All over the world, Typhoon Yolanda (Haiyan) left her mark. In the Philippines, we saw in her wake the devastated communities which lost billions worth of property. Lives were broken, and there are losses in this that can’t ever be quantified.
Yet here and in foreign nations we saw the flow of aid and donations. After all the things that made the world awful – the wars, the poverty, and the extinctions both natural and moral – humanity somehow redeemed itself, at least partly, when we showed that we cared.
It doesn’t end there.
After the storm, it’s now about rehabilitation for the individuals and families affected. It’s also never too late to be drawing up plans so we’re better prepared for disasters in the future. It’s now about building back; better if we can.
One of the biggest issues right now is the construction of bunkhouses, which have been called “substandard” by Architect Felino Palafox. There are pictures of these bunkhouses and their specifications: 8.64 square meters, plywood walls, galvanized roofs, a window and a door.
Palafox criticizes that the bunkhouses are too small and are not livable for people. He says that, according to international standards, it should be at least 21 square meters for a family of five. The design itself, with 2 slope roofs instead of 4, makes the structures vulnerable to strong winds if ever another storm hits the place.
Public Works Secretary Rogelio Singson says that the bunkhouses are temporary and they’re not bound by international standards. How temporary? We’re not really sure, but he says that it will be around 2 years before the construction of all bunkhouses will be finished.
Compared to the makeshift tents and tarps, the bunkhouses are relatively more tolerable. But should we, without the consideration of other strategies, simply expect the people to choose a lesser evil? (READ about the ‘Kickbacks on Haiyan bunkhouses‘)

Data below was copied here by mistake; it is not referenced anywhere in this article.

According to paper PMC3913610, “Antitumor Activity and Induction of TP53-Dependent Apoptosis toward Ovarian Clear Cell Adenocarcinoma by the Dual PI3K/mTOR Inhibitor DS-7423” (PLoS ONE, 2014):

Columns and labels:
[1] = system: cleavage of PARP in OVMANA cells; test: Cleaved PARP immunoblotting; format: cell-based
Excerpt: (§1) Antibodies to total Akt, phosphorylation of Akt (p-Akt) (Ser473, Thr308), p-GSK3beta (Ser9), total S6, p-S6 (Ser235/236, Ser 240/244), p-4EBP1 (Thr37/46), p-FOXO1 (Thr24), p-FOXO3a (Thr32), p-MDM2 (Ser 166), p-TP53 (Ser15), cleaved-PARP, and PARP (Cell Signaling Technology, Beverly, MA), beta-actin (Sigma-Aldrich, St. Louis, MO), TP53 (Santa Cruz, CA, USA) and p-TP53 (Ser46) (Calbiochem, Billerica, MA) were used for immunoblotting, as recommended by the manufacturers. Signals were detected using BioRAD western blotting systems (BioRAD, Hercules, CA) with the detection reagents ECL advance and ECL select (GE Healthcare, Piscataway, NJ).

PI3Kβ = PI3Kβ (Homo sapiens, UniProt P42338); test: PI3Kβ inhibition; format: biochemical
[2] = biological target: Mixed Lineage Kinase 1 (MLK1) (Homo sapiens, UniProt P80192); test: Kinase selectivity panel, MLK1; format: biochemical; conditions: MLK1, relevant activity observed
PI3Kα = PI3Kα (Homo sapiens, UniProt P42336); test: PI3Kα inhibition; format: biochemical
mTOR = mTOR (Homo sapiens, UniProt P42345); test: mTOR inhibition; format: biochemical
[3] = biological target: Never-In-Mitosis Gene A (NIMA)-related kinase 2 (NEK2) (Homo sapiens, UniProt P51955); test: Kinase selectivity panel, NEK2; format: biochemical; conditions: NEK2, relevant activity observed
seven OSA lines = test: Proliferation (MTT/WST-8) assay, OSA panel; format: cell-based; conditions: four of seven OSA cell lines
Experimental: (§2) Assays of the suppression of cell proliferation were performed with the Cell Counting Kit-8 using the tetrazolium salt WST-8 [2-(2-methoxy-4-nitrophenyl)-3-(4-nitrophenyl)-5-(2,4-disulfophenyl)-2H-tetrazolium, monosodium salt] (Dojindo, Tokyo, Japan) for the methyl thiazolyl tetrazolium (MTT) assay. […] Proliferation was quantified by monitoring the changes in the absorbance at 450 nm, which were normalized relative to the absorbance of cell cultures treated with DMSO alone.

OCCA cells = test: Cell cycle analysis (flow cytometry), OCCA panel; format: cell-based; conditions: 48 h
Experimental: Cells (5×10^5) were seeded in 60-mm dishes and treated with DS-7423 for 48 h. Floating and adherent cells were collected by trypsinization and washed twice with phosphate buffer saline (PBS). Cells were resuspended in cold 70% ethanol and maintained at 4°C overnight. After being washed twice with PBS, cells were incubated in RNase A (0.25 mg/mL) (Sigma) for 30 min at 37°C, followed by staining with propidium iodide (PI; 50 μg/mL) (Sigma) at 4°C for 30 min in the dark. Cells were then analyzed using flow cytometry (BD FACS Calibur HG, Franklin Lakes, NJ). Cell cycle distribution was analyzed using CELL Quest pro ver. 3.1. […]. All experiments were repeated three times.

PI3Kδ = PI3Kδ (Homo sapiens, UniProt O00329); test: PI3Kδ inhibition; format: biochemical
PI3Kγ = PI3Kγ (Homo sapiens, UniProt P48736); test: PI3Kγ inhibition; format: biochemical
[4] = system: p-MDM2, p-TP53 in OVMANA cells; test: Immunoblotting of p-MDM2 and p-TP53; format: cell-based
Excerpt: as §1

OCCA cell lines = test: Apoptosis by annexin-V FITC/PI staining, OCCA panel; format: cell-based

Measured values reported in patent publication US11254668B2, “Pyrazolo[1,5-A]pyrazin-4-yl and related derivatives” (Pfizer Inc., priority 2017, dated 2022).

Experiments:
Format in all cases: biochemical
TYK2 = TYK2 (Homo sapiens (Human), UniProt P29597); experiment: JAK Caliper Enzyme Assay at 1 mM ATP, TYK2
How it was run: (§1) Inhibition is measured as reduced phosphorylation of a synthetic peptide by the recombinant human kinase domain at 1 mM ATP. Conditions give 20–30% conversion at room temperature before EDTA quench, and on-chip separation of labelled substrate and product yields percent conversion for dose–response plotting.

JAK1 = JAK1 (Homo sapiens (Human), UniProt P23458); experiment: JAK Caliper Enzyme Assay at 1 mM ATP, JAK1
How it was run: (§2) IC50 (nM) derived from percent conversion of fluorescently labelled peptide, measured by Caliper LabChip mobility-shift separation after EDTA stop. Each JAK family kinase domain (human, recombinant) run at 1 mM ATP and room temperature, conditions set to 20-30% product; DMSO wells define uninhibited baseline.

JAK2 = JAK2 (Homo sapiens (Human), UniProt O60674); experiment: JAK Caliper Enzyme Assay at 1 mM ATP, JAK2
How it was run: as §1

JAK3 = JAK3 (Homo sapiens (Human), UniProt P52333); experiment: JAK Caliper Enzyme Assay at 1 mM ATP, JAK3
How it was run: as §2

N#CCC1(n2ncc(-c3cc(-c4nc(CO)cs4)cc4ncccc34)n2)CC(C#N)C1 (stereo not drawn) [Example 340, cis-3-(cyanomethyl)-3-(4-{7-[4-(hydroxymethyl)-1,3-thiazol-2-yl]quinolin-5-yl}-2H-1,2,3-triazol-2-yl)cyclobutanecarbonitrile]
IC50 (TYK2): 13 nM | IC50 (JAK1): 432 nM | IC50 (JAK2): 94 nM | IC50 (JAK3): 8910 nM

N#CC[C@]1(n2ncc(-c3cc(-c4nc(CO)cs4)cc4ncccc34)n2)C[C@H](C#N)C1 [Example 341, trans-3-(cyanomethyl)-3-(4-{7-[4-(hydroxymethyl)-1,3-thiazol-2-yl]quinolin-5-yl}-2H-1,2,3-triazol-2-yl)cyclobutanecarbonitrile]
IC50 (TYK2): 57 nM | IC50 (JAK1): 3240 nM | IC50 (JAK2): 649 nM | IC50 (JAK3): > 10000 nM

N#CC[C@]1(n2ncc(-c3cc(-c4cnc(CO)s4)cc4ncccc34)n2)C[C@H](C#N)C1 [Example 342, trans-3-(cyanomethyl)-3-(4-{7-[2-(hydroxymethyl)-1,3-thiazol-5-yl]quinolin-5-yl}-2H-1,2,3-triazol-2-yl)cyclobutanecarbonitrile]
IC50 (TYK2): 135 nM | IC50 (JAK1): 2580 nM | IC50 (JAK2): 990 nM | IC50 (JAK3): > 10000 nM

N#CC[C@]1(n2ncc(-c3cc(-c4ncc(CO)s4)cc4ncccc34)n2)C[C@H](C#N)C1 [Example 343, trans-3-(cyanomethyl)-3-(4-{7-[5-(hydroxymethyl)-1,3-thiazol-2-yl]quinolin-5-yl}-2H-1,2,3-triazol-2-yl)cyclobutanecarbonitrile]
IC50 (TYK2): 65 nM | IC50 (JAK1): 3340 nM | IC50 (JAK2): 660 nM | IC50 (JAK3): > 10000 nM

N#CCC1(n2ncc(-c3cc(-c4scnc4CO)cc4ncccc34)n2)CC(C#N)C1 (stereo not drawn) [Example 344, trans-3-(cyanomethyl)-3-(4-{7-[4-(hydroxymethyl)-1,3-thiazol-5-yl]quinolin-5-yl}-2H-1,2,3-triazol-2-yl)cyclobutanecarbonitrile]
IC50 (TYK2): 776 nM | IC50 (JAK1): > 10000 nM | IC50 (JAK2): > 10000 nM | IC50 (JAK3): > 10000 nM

There is a common bathroom for 24 bunkhouses, and therefore, for 24 families.
For 2 years, if these families are not able to build back their own homes, they have to live with in this communal world filled with vulnerabilities.
A lot can happen in two years.
In times of disaster and rehabilitation, people’s lives immediately shift into a new dynamic. Daily habits have to adjust to the availability and lack of resources to keep on living. A common bathroom might not seem like the worst thing in a landscape of loss (at least there’s a bathroom) but imagine having the need to go there at midnight. There is no electricity and you carry a lamp to light your path, and along the way you are grabbed by someone in the dark.
You are smothered by a dirty hand over your mouth, and in a few, slow moments, you realize that you are being raped. You try to scream, and everything happens in pitch black darkness. You go back to your house, possibly irreparably damaged by the ordeal.
The occurrence of rape isn’t just a theoretical event that can happen, but it’s a form vulnerability that has manifested many times over in post-disaster areas in the Philippines. Women and children are especially vulnerable, but chances are that men have also been raped too. (Read: [DASH of SAS] Sex, intimacy and the RH law in the time of Yolanda)
There are no public reports yet of rape or increased frequencies of rape in post-Yolanda rehabilitation areas. But it does not mean that it won’t ever happen, or that it eliminates its present probability.